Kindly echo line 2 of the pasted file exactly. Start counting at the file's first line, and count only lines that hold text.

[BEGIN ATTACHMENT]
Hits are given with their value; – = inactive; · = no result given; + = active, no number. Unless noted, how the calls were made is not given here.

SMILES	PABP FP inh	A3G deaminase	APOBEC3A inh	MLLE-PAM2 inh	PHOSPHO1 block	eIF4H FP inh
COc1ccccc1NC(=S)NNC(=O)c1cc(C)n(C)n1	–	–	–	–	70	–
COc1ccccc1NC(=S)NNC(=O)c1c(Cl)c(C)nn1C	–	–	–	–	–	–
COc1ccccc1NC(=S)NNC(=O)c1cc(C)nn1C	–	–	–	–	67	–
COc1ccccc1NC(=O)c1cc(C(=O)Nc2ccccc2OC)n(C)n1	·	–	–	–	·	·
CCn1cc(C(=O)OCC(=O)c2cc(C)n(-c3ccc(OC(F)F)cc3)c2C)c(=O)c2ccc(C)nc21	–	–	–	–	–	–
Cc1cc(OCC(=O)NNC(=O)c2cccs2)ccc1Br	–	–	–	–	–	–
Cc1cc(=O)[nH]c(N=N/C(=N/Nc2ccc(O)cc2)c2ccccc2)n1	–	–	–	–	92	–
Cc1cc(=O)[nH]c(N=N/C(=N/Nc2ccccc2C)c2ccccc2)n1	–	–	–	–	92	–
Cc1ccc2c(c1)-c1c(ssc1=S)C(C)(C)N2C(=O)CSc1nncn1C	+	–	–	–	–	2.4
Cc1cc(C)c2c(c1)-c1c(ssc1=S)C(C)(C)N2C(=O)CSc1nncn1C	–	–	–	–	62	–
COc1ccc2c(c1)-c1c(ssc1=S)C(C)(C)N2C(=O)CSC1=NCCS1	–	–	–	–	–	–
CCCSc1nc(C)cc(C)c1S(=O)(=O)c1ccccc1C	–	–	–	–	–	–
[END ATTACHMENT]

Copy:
SMILES	PABP FP inh	A3G deaminase	APOBEC3A inh	MLLE-PAM2 inh	PHOSPHO1 block	eIF4H FP inh